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JP Morgan Chase Bank FCRA Inaccurate Information Class Action

JP Morgan Chase

The complaint for this class action alleges that JP Morgan Chase furnished inaccurate information about plaintiff Mark Donald Hunt, in connection with a mortgage, to the three major credit agencies—Experian, Trans Union, and Exquifax—over a period of twenty-two months, for sixty-six violations of the FCRA.

The Fair Credit Reporting Act (FCRA) was designed to protect consumers from inaccurate reports issued by credit reporting agencies (CRAs). Its amendments impose legal requirements on parties such as JP Morgan Chase who furnish information about consumers to CRAs. One of these requirements is that companies must provide accurate information.

The class proposed for this class action includes all persons living in the US who meet the following conditions:

  • They are “consumers” under the terms of the FCRA;
  • They had a loan or mortage with JP Morgan Chase Bank, National Association;
  • JP Morgan Chase accelerated the loan, turning all future repayment installments into one lump sum; and
  • They were harmed because JP Morgan Chase sent inaccurate information about them to CRAs after the acceleration.

In this case, according to the complaint, on January 28, 2013, plaintiff Hunt was sent an “Acceleration Warning (Notice of Intent to Foreclose)” stating that he was in default on his mortgage because he had failed to pay his monthly installments since December 1, 2012. The Warning, the complaint claims, required that Hunt pay the past-due amount within 35 days or “Chase may Accelerate the maturity of the Loan, declare all sums secured by the Security Instrument immediately due and payable, and commence foreclosure…”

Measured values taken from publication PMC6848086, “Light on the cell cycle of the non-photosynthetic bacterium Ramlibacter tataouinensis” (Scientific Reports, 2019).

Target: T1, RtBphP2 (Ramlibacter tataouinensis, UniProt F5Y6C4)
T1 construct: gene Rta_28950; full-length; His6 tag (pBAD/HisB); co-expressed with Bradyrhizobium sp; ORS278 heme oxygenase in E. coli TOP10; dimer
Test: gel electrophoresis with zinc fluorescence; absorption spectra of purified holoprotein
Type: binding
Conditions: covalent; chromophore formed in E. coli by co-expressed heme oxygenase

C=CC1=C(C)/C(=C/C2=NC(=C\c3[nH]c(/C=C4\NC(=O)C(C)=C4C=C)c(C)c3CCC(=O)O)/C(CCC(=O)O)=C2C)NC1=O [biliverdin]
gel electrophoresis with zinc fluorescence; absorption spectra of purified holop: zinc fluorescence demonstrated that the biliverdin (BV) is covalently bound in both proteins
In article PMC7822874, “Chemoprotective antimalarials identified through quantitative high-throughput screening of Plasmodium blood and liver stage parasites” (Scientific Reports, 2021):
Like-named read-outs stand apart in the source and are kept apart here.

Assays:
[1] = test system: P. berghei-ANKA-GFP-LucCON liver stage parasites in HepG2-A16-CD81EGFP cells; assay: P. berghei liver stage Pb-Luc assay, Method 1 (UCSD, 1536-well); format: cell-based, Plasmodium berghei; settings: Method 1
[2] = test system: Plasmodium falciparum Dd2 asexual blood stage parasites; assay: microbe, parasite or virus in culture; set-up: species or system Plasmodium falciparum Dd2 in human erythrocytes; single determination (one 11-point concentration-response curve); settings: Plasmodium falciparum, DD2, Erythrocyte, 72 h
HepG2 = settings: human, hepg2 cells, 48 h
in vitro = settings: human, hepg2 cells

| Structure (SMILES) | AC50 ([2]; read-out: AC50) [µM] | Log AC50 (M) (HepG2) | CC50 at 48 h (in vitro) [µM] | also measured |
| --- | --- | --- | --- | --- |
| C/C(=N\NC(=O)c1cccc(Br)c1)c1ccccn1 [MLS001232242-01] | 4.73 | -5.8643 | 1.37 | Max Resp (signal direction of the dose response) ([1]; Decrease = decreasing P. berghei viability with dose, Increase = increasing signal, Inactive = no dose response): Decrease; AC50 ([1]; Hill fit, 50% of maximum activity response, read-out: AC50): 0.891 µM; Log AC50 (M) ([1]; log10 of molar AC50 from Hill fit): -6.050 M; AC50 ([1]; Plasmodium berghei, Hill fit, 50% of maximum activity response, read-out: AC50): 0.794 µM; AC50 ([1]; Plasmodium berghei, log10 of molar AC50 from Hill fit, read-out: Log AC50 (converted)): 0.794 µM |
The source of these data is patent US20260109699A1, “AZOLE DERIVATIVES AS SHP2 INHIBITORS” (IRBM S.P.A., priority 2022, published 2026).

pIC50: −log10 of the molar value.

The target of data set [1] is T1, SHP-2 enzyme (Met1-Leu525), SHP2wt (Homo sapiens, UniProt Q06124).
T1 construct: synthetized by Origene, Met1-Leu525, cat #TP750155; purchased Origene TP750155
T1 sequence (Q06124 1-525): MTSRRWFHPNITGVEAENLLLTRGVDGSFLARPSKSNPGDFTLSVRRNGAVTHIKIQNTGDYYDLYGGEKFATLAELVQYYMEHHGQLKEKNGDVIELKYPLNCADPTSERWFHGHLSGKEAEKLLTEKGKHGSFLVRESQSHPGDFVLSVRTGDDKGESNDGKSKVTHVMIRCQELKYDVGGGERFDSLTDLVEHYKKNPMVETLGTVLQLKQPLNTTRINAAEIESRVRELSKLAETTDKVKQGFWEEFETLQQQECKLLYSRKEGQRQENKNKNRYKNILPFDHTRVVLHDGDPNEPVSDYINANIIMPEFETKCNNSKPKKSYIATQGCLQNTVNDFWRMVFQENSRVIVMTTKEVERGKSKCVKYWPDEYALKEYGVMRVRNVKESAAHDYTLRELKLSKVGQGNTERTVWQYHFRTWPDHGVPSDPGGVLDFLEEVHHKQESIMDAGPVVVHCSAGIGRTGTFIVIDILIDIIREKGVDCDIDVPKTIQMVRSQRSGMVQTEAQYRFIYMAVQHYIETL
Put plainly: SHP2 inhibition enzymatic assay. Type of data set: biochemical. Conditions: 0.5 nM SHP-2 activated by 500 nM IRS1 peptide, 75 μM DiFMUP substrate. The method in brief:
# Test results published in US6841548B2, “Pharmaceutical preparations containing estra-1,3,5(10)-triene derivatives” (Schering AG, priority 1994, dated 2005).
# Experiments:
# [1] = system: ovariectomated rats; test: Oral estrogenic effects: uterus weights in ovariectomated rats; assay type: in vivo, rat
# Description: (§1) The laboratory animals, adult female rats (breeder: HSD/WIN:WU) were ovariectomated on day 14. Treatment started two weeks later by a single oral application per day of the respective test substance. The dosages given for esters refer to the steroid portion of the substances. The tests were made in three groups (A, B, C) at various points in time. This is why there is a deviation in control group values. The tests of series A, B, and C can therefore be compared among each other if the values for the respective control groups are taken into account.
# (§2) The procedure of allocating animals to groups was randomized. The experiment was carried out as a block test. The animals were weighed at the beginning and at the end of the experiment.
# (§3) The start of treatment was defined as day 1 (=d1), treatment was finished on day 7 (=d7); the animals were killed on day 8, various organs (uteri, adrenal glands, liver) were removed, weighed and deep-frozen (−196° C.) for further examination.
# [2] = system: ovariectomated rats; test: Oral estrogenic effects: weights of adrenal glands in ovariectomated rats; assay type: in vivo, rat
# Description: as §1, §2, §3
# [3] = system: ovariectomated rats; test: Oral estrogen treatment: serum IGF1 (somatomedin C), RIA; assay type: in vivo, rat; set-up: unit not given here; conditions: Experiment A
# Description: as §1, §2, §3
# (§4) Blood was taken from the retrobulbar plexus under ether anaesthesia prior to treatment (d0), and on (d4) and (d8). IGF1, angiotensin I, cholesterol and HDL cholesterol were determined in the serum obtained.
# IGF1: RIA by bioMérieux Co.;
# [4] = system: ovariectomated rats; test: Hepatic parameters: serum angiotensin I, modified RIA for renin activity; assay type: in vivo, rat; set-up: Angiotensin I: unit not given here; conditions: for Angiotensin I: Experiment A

The complaint adds that the Warning included a contradictory paragraph saying that “if permitted by your loan documents or applicable law,” Hunt could “reinstate after acceleration” but did not provide any details as to how this could be done. The following paragraph, the complaint says, notes that if Hunt sent less than “the full amount owed”, the company might apply the amount to his loan without waiving any rights to continue with foreclosure.

The complaint alleges that the Warning’s statements that Hunt might be able to reinstate “were illusory at best”; it alleges that there was no indication that, once the company made a declaration of acceleration, Hunt would have been allowed to make monthly payments again, and no mechanism for such payments to be made.

In May 2013, JP Morgan Chase filed a verified complaint to foreclose the mortgage (VCFM) stating that the company “declares the full amount payable under the Note and Mortgage to be due and payable”. In doing that, the complaint claims, the company was “maturing all future monthly payments into one lump sum plus interest immediately due.” At this point, the complaint says, Hunt no longer has the ability or obligation to make monthly payments.

Yet for twenty-two months, from May 2013 to December 2015, the complaint says, JP Morgan Chase continued to tell credit reporting agencies that Hunt had missed monthly payments, even though under the VCFM such payments were no longer an option. The complaint thus claims that JP Morgan Chase was guilty of willful and negligent noncompliance with the FCRA.

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